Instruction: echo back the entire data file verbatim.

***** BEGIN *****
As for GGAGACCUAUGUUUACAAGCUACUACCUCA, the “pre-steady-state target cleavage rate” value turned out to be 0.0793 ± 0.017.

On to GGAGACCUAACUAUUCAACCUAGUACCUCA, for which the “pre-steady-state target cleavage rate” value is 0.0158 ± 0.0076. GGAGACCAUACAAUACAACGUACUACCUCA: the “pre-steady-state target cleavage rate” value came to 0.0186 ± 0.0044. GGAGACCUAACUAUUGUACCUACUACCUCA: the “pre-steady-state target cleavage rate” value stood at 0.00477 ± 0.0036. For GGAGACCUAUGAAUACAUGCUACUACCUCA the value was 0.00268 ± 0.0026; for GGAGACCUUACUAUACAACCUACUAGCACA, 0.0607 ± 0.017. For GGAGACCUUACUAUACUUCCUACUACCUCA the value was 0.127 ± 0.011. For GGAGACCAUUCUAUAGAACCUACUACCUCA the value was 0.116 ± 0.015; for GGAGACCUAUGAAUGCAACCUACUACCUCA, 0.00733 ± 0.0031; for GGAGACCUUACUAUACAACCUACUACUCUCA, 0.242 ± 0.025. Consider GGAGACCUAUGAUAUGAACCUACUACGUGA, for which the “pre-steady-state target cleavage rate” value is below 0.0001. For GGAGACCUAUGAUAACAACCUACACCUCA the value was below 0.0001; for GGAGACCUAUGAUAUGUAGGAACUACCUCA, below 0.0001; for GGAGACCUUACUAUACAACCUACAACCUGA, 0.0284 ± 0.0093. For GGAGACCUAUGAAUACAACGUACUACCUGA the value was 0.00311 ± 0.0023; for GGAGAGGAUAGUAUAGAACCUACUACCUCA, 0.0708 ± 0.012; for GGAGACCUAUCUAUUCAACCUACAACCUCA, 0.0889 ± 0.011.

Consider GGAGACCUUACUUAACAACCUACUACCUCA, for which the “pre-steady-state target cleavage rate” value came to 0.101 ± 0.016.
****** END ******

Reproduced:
As for GGAGACCUAUGUUUACAAGCUACUACCUCA, the “pre-steady-state target cleavage rate” value turned out to be 0.0793 ± 0.017.

On to GGAGACCUAACUAUUCAACCUAGUACCUCA, for which the “pre-steady-state target cleavage rate” value is 0.0158 ± 0.0076. GGAGACCAUACAAUACAACGUACUACCUCA: the “pre-steady-state target cleavage rate” value came to 0.0186 ± 0.0044. GGAGACCUAACUAUUGUACCUACUACCUCA: the “pre-steady-state target cleavage rate” value stood at 0.00477 ± 0.0036. For GGAGACCUAUGAAUACAUGCUACUACCUCA the value was 0.00268 ± 0.0026; for GGAGACCUUACUAUACAACCUACUAGCACA, 0.0607 ± 0.017. For GGAGACCUUACUAUACUUCCUACUACCUCA the value was 0.127 ± 0.011. For GGAGACCAUUCUAUAGAACCUACUACCUCA the value was 0.116 ± 0.015; for GGAGACCUAUGAAUGCAACCUACUACCUCA, 0.00733 ± 0.0031; for GGAGACCUUACUAUACAACCUACUACUCUCA, 0.242 ± 0.025. Consider GGAGACCUAUGAUAUGAACCUACUACGUGA, for which the “pre-steady-state target cleavage rate” value is below 0.0001. For GGAGACCUAUGAUAACAACCUACACCUCA the value was below 0.0001; for GGAGACCUAUGAUAUGUAGGAACUACCUCA, below 0.0001; for GGAGACCUUACUAUACAACCUACAACCUGA, 0.0284 ± 0.0093. For GGAGACCUAUGAAUACAACGUACUACCUGA the value was 0.00311 ± 0.0023; for GGAGAGGAUAGUAUAGAACCUACUACCUCA, 0.0708 ± 0.012; for GGAGACCUAUCUAUUCAACCUACAACCUCA, 0.0889 ± 0.011.

Consider GGAGACCUUACUUAACAACCUACUACCUCA, for which the “pre-steady-state target cleavage rate” value came to 0.101 ± 0.016.